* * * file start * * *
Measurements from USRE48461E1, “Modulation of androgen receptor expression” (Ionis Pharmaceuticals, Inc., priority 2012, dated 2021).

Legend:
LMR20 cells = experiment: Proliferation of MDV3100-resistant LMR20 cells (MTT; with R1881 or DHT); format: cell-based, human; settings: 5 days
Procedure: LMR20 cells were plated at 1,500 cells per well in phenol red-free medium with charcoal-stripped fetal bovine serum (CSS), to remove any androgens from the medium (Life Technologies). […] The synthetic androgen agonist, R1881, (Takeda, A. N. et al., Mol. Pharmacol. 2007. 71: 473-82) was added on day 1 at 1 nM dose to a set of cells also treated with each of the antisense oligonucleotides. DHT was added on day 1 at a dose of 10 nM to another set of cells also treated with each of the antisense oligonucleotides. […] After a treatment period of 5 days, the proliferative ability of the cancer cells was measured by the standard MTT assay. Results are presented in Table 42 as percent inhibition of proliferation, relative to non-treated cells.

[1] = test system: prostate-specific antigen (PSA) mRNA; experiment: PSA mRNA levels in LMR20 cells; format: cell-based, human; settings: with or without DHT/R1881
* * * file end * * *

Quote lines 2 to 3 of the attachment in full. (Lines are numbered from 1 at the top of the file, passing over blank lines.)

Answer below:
Legend:
LMR20 cells = experiment: Proliferation of MDV3100-resistant LMR20 cells (MTT; with R1881 or DHT); format: cell-based, human; settings: 5 days